28 Sep



Posted by: Deb White

What does and does not affect your credit score. 

There is a lot of misinformation floating around about credit bureaus, credit reports and credit scores – not only that, but a large amount of the clients I work with have never even seen their credit report or score before!

I’d like to shed a bit of light, as they say, on the importance of your credit score and what does (and does not) affect this ever-changing number.

Keeping Your Credit Score Healthy
There are a few ways that you can actively ensure that your credit score is kept at a nice high number:

  • Pay your credit cards and other debts on time – this includes bills like your cell phone!
  • Pay your parking tickets on time – many people don’t realize that unpaid tickets will affect your credit score.
  • When meeting with your mortgage broker, go over your credit report line by line (a service I offer to every one of my clients). They will be able to help you catch any unsubstantiated credit checks, fraudulent activity, and any mistakes by your lenders – and have them removed from your report.
  • Have a couple of credit cards or a line of credit on your report…but! Ensure they have reasonable credit limits for each card, and that are not using your limits to their max. *The unofficial rule is only use about 30% of your available credit.
  • Don’t apply for credit too often.

My Score Falls Every Time It’s Checked
Not necessarily true. You can personally check your credit report as many times as you like, and your score will not change. What DOES affect your score is a lender or creditor looking into your credit report. The more times lenders check (especially in a short period of time), the greater chance your score is going to decrease. Research has shown that people who are actively seeking credit tend to be people who are at a greater risk of possibly not repaying their credit, or seeking credit beyond their repayment capabilities. Lenders who see a lot of credit report checks also view this as a potential risk of fraudulent behaviour, and will move (by not extending credit) to protect themselves against it.

Decreasing your credit score also functions as a protective mechanism for YOU if someone is trying to fraudulently use your identity to gain credit (for themselves) on your behalf.

The gist here is that you can apply to have your credit checked a few times a year by lenders, and expect to have little to no affect on your score.

Buying a Home? Use a Broker!
Of course, when you are in the process of applying for a mortgage, some people go to more than one bank; all of which will look into your credit report, all within a short amount of time.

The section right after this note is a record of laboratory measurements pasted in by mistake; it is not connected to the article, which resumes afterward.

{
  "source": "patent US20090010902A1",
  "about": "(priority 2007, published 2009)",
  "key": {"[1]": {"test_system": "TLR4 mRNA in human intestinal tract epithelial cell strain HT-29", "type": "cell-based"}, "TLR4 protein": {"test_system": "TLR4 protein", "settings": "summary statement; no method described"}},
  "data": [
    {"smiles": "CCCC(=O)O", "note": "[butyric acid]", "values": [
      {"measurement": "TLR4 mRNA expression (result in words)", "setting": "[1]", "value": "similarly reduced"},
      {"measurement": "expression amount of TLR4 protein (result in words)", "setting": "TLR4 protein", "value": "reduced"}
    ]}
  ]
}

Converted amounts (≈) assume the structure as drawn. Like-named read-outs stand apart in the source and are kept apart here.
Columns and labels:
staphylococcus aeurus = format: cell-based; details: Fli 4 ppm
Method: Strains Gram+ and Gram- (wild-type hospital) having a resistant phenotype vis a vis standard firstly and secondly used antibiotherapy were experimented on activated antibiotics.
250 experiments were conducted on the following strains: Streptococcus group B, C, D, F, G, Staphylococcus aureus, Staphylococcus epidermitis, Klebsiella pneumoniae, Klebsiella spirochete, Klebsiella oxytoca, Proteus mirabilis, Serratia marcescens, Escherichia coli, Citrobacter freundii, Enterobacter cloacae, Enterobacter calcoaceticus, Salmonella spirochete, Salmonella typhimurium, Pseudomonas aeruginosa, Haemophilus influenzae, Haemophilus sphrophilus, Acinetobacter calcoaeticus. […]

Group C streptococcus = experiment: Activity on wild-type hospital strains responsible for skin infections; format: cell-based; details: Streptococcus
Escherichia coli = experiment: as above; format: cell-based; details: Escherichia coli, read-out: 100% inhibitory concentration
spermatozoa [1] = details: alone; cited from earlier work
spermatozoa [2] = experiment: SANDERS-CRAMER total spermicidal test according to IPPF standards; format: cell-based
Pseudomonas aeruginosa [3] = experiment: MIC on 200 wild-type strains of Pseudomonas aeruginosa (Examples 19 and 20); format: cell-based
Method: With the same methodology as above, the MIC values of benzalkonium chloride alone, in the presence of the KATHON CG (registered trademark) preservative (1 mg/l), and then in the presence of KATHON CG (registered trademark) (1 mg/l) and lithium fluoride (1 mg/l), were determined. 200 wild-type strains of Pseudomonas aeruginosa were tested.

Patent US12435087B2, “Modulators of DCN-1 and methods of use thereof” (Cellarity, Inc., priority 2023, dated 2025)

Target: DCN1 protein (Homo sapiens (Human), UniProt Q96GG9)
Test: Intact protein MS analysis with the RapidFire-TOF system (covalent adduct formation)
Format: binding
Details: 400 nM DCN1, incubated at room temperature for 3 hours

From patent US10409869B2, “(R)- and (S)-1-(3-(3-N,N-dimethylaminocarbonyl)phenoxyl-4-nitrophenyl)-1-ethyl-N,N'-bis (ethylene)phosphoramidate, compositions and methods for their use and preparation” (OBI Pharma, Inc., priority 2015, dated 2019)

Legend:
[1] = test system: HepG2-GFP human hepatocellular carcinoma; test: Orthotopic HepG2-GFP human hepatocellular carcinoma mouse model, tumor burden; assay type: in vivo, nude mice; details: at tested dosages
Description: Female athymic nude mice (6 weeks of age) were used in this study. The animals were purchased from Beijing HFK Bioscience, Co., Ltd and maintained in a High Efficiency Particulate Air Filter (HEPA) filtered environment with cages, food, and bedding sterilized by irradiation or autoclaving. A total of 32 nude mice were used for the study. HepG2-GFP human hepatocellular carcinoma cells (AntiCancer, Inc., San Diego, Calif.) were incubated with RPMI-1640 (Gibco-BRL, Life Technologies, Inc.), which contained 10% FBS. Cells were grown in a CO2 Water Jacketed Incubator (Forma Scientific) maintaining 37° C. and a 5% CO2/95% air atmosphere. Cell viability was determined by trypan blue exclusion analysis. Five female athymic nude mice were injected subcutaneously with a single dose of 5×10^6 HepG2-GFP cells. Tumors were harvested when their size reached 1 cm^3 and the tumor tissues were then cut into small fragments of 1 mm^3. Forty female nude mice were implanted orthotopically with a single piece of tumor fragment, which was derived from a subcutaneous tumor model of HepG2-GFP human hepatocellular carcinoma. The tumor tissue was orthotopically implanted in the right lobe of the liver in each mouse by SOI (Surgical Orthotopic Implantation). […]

One of the great benefits of using a Dominion Lending Centres mortgage broker is that your mortgage broker will only check your credit once. One check will negate many lenders checking your bureau because your broker knows which lenders will be the best for your personal situation and we can discuss your different mortgage options without needing to have multiple lenders look into your credit!

Eitan Pinsky

21 Sep



Posted by: Deb White

Are you itching to purchase real estate? Read on!

The Real Estate Bug is something slowly starting to creep it’s way into the demographic of people in my social circle. Some, not all, are beginning to move on from their “Travel Bug” brought on from graduating high school or post-secondary and onto The Real Estate Bug.

The Real Estate Bug doesn’t mean you are out writing offers on homes, nor does it mean you are about to buy your 4th pre-sale. You might not even be able to buy for another two to three years. It is instead the simple feel of being excited about the idea of owning a home soon and preparing yourself to take that leap.

More and more, people are beginning to reach out to find out what they can afford. They may be three months into their job or five years into their job. Savings have just started, or they have enough to make a down payment in the next couple weeks. Whatever the situation, younger people are becoming more interested in real estate because they know their time to buy is fast approaching.

If you don’t believe me, have a look at the scenarios below. This will show you just how much income you’ll need to afford a typical 1-bedroom condo:

Scenario 1
$300,000 purchase price
$30,000 down payment
$278,370 mortgage

Income: $65,000/yr or $31.25/hr

Scenario 2
$385,000 purchase price
$38,500 down payment
$357,241.50 mortgage

Income: $80,000/yr or $38.46/hr

Scenario 3
$450,000 purchase price
$45,000 down payment
$417,555 mortgage

Income: $91,000/yr or $43.75/hr

Now some of you reading this might be shocked at some of the income numbers thinking “how the heck am I going to buy a place when I make half of what is required?” Let me ask you this… Are you renting with someone? What is their income? Are you in a relationship? Could two of you share a 1-bedroom? Could you afford a 2-bedroom and rent out a room to help with your mortgage? Are parents able to co-sign to supplement income?